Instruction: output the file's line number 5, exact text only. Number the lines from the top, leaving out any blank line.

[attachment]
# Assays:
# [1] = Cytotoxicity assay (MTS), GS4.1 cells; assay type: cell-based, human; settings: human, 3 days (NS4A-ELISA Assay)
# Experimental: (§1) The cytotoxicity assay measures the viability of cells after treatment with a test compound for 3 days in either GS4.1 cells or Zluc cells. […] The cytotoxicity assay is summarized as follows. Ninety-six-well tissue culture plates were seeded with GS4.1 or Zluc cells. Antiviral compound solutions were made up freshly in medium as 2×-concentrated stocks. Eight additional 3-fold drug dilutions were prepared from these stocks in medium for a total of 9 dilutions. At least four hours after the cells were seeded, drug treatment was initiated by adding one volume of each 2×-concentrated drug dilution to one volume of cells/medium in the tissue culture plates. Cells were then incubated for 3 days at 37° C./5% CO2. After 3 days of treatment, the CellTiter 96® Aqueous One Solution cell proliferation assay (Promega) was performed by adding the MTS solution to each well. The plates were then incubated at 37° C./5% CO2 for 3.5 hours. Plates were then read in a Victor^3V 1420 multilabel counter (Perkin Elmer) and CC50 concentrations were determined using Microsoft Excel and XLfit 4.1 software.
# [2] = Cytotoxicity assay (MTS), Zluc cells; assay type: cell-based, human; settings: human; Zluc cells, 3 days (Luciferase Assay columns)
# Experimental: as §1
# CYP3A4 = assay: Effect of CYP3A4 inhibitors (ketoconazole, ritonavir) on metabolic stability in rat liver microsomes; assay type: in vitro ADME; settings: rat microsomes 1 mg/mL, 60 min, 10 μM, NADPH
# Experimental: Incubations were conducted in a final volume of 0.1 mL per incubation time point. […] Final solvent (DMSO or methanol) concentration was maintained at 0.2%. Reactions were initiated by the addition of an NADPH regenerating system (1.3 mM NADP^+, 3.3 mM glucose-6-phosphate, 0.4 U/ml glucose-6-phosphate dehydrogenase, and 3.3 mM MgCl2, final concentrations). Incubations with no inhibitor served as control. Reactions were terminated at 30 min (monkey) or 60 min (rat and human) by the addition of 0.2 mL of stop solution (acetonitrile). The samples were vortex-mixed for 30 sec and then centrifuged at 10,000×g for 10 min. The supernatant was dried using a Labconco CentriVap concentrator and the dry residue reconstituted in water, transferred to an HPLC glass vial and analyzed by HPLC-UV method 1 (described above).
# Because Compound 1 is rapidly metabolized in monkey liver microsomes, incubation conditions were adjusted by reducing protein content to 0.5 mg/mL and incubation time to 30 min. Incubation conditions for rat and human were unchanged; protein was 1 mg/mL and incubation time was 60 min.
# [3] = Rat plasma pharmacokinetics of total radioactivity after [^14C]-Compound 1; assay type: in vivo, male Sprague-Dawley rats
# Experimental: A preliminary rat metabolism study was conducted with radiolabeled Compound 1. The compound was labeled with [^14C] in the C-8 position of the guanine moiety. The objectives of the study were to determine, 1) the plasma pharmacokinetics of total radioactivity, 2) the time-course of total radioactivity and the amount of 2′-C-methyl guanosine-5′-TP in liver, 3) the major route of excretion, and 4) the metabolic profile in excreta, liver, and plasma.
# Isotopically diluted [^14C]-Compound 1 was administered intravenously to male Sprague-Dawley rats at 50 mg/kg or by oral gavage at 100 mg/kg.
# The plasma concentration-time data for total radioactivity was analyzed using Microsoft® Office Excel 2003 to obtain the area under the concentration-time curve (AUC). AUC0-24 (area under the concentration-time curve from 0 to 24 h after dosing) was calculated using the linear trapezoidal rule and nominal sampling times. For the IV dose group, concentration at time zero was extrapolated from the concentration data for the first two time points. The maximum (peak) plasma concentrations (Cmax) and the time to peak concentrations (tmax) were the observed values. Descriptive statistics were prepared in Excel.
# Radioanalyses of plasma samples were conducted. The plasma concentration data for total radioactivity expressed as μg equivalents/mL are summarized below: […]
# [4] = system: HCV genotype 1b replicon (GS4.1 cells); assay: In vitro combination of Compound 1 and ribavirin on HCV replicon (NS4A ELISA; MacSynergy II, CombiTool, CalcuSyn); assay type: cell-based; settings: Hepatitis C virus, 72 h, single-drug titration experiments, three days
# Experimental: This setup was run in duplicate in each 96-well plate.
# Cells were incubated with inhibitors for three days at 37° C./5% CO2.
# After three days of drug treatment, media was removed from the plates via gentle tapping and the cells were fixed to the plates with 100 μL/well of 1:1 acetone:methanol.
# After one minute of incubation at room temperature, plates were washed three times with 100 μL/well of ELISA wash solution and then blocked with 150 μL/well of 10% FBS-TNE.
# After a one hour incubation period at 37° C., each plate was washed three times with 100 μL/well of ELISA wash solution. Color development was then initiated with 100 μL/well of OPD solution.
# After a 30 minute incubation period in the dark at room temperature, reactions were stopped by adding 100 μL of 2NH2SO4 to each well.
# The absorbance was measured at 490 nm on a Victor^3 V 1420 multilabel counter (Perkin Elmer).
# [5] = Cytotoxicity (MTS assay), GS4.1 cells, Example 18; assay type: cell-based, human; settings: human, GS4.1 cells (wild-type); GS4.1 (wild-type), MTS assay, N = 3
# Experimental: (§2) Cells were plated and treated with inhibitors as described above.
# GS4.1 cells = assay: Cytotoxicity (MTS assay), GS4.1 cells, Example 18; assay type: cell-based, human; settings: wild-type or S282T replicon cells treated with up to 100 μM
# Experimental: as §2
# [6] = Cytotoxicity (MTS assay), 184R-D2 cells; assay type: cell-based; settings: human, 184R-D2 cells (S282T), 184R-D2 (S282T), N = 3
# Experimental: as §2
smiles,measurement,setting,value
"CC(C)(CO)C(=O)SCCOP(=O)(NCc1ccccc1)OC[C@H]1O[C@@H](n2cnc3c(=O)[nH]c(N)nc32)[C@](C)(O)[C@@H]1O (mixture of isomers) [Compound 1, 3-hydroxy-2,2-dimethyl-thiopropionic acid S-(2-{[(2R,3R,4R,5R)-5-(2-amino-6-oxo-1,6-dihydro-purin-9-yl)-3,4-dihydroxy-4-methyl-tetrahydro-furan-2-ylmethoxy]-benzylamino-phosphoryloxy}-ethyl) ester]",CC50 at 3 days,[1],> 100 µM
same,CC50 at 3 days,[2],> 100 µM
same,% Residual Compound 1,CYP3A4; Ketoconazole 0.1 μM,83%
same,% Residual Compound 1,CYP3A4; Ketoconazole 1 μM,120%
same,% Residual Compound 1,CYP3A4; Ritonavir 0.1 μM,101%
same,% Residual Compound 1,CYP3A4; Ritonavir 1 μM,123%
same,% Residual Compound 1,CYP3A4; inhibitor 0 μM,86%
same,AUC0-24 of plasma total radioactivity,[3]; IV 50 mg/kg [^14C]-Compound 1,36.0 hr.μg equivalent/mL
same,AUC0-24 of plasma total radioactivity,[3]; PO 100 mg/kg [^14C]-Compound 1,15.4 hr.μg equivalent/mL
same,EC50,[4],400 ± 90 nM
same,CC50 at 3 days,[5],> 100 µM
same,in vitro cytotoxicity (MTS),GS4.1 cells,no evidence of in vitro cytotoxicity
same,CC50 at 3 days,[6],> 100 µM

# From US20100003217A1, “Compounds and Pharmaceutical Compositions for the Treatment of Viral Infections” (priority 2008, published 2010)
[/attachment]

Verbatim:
# Experimental: as §1